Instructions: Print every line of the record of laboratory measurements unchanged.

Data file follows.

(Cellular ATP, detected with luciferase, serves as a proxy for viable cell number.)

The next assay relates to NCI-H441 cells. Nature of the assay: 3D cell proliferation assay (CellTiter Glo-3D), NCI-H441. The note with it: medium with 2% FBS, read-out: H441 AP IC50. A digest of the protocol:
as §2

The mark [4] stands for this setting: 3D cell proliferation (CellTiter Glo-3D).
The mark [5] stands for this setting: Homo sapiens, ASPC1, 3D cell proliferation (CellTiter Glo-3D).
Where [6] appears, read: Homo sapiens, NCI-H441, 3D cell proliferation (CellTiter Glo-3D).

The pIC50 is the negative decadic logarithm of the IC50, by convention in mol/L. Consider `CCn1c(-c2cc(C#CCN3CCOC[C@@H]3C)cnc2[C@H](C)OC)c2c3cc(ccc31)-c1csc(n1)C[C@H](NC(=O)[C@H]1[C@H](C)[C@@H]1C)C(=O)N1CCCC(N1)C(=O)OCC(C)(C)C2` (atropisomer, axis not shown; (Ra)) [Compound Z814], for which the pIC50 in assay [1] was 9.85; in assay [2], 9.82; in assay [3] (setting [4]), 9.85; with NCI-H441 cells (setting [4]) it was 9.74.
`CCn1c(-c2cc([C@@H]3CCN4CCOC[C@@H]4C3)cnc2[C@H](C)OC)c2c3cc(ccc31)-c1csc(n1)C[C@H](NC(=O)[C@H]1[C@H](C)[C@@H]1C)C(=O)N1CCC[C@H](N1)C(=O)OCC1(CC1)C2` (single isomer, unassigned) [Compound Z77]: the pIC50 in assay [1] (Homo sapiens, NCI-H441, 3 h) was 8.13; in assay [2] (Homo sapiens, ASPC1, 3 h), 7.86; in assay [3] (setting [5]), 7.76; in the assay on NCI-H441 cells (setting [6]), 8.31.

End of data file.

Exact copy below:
(Cellular ATP, detected with luciferase, serves as a proxy for viable cell number.)

The next assay relates to NCI-H441 cells. Nature of the assay: 3D cell proliferation assay (CellTiter Glo-3D), NCI-H441. The note with it: medium with 2% FBS, read-out: H441 AP IC50. A digest of the protocol:
as §2

The mark [4] stands for this setting: 3D cell proliferation (CellTiter Glo-3D).
The mark [5] stands for this setting: Homo sapiens, ASPC1, 3D cell proliferation (CellTiter Glo-3D).
Where [6] appears, read: Homo sapiens, NCI-H441, 3D cell proliferation (CellTiter Glo-3D).

The pIC50 is the negative decadic logarithm of the IC50, by convention in mol/L. Consider `CCn1c(-c2cc(C#CCN3CCOC[C@@H]3C)cnc2[C@H](C)OC)c2c3cc(ccc31)-c1csc(n1)C[C@H](NC(=O)[C@H]1[C@H](C)[C@@H]1C)C(=O)N1CCCC(N1)C(=O)OCC(C)(C)C2` (atropisomer, axis not shown; (Ra)) [Compound Z814], for which the pIC50 in assay [1] was 9.85; in assay [2], 9.82; in assay [3] (setting [4]), 9.85; with NCI-H441 cells (setting [4]) it was 9.74.
`CCn1c(-c2cc([C@@H]3CCN4CCOC[C@@H]4C3)cnc2[C@H](C)OC)c2c3cc(ccc31)-c1csc(n1)C[C@H](NC(=O)[C@H]1[C@H](C)[C@@H]1C)C(=O)N1CCC[C@H](N1)C(=O)OCC1(CC1)C2` (single isomer, unassigned) [Compound Z77]: the pIC50 in assay [1] (Homo sapiens, NCI-H441, 3 h) was 8.13; in assay [2] (Homo sapiens, ASPC1, 3 h), 7.86; in assay [3] (setting [5]), 7.76; in the assay on NCI-H441 cells (setting [6]), 8.31.